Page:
In the author’s clinical experience, developing a chronic medical condition requires a major adjustment for the individual and the family and no doubt increases anxiety in the home environment. Changes in the way these individuals are dealt with and/or perceived in relation to their eating can leave them vulnerable to developing an eating disorder. They fear that the way in which they are treated may also change. Being different can be hard for young people who may want to ‘fit in’. This may lead to a need to control weight and shape or to regain control of something in their life when all else around them appears beyond their control.
Complications associated with an eating disorder and diabetes
To omit or take reduced doses of insulin induces glycosuria. This behaviour is associated with long-term psychological and medical morbidity (Johnson et al 2002). People with diabetes who are diagnosed with an eating disorder are three times more likely to develop retinopathy (Rydall et al 1997), are at increased risk of neuropathy, have higher rates of hospital admission (Goebel-Fabbri 2009), and have increased risk of kidney and nerve damage (Takii et a1 2002). There are also complications associated with poor metabolic control and delayed growth. These physical problems are experienced alongside the usual physical complications associated with any other eating disordered behaviours, such as those listed in Box 1.
Those who withhold insulin tend to have a higher rate of psychological distress. They are likely to be more concerned with dieting and appear to have an increased fear of weight gain with a higher degree of body image disturbance (Biggs et al 1994). This may hamper an individual’s engagement in psychological treatment. Ramifications of such behaviour can be devastating. Mortality is three times higher in people who restrict their insulin (Goebel-Fabbri et al 2008). Their symptoms are likely to develop over time and individuals are likely to ignore the long-term effects (Martin 2008).
Denial is often associated with eating disorders and people may be good at hiding or concealing their behaviour; eating disorders may therefore be difficult for family members and health professionals to identify. As both eating disorders and mismanaged diabetes leave an individual at great risk physically and psychologically, recognising the signs and symptoms and identifying an eating disorder as a problem is crucial in supporting an individual to accept help. Using disturbed eating as the only indicator is not sufficient (Goebel-Fabbri 2009). Some of the warning signs and symptoms of eating disorders in people with diabetes are listed in Box 2.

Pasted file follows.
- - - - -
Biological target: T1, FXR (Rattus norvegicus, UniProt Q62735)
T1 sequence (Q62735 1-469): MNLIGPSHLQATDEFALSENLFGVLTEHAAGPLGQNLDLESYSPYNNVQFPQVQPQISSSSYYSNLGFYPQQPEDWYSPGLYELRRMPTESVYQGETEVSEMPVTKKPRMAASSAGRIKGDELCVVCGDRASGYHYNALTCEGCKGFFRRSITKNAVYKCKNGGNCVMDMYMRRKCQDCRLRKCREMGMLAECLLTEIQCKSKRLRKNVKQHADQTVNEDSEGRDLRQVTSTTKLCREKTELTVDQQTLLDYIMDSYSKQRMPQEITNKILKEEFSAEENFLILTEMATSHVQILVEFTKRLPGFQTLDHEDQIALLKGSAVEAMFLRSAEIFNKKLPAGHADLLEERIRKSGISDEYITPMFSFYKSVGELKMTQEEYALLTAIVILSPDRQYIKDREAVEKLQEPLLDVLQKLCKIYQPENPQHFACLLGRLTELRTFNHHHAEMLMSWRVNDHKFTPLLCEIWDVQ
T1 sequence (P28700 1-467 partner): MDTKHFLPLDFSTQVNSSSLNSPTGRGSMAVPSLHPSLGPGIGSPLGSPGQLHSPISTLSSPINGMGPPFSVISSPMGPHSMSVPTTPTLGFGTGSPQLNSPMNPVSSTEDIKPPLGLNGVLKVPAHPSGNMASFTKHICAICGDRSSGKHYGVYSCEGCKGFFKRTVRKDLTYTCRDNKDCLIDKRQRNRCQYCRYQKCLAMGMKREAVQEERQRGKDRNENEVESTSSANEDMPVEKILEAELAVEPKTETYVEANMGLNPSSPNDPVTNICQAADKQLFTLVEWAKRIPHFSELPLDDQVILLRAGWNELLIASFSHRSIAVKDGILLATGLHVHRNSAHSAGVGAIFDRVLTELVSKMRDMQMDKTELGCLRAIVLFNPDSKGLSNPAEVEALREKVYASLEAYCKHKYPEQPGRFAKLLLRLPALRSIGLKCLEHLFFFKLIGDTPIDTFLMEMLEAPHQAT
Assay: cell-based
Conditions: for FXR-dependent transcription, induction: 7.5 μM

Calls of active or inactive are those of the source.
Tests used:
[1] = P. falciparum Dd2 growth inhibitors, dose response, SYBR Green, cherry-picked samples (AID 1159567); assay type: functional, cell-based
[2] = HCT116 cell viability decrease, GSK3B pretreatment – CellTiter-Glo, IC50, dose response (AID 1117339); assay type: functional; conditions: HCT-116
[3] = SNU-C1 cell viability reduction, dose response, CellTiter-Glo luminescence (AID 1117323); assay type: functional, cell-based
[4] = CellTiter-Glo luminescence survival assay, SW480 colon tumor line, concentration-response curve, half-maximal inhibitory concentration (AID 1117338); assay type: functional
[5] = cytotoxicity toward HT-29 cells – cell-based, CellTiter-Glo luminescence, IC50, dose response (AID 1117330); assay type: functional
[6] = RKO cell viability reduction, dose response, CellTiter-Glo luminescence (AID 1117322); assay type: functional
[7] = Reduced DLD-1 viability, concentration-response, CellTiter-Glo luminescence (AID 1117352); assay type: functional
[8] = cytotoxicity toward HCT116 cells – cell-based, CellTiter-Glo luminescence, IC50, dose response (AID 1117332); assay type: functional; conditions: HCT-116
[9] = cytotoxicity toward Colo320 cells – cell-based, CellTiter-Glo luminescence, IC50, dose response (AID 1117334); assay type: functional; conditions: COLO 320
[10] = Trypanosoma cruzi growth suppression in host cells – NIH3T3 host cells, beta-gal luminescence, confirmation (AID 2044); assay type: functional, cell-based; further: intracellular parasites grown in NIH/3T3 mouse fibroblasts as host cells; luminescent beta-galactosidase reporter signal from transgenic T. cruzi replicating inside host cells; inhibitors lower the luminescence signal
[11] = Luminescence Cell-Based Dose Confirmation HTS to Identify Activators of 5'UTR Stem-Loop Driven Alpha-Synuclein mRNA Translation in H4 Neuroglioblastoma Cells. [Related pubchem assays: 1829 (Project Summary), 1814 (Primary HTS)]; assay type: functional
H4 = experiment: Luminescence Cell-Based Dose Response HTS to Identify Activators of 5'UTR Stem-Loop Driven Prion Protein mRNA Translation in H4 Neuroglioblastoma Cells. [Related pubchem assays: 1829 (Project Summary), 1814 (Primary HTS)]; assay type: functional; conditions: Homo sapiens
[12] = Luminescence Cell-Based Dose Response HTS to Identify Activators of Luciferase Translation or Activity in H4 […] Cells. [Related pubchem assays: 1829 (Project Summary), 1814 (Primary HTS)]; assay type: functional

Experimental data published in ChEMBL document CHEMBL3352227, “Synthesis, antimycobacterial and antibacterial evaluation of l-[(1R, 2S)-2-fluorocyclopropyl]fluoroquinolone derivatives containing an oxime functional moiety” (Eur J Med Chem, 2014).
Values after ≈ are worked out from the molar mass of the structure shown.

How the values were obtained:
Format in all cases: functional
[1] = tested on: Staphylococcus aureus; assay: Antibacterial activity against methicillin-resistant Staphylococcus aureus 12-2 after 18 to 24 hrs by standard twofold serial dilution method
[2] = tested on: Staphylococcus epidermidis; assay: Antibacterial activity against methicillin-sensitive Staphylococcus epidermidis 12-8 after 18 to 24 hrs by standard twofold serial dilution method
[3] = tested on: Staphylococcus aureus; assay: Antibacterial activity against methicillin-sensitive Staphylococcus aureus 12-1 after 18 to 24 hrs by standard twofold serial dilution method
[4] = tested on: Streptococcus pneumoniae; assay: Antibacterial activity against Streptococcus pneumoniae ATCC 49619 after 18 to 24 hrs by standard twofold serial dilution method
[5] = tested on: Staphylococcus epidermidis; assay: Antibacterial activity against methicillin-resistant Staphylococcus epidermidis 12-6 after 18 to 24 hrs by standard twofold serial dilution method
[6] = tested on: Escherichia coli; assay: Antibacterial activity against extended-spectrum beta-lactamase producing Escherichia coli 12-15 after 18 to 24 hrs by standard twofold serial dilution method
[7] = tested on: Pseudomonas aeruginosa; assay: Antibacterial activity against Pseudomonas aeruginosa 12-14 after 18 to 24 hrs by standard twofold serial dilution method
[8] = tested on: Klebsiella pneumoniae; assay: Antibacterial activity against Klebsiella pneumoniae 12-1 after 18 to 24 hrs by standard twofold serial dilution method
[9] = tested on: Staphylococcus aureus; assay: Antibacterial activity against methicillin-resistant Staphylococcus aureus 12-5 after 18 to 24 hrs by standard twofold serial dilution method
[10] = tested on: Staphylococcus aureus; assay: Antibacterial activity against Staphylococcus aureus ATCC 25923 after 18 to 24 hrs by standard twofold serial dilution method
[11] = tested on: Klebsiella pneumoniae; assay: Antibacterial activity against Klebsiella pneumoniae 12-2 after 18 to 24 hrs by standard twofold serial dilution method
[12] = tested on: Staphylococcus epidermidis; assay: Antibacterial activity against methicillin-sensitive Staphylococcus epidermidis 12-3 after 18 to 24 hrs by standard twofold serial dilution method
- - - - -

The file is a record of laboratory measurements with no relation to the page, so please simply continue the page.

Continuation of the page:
Diagnosis and treatment
There is currently no validated screening tool specific to diabetes and eating disorders. However, Goebel-Fabbri et al (2008) found that women with type 1 diabetes who responded ‘yes’ to the question ‘Do you take less insulin than you should?’ were at increased risk of mortality. This suggests that asking such a simple question may be helpful. How such a question is asked and how further information is gathered is something that healthcare professionals need to consider if they come into contact with an individual whom they suspect may be struggling with an eating disorder.
The author works in a community eating disorder service where attendees have already either identified that they have a problem or others (family, friends and/or healthcare professionals) have identified that the individual may have an eating disorder and have supported them in accessing help. It is likely to be the practice nurse, diabetes nurse and/or dietician, GP or hospital consultant who may have noticed some of the symptoms listed in Box 2. It may be that a family member or friend contacts a healthcare professional with concerns. Patient denial is an important aspect of all eating disorders and should be managed sensitively.
Physical complications associated with eating disorders
* Disturbance in menstrual cycle in women, which may result in
* Disturbance in hormone levels in men.
* Dental problems.
* Feelings of tiredness and lethargy.
* Cardiac problems and poor circulation.
* Sleep disturbances.
* Skin problems.
* Sore throat.
* Mouth ulcers.
* Thinning of the hair.
* Lanugo hair, most commonly on the face or back.
* Swelling of the salivary glands.
Before an eating disorder can be identified, the healthcare professional should have a discussion with the patient. The individual should be encouraged to talk about any body concerns. Although it may be tempting to educate the individual about the dangers and risks, it is essential to put this aside and try to understand the patterns of insulin use. Providing a context of care and concern may help to reduce the person’s feelings of denial and enable him or her to be more open and trusting about seeking help. Healthcare professionals should be clear about their own sphere of competence and ensure that this is communicated clearly to individuals and their families. It is important that professionals are aware of where their role begins and ends. For example, it would be unhelpful for a specialist nurse in eating disorders to start offering advice on insulin regimens as doing so is likely to be outside that nurse’s clinical competency.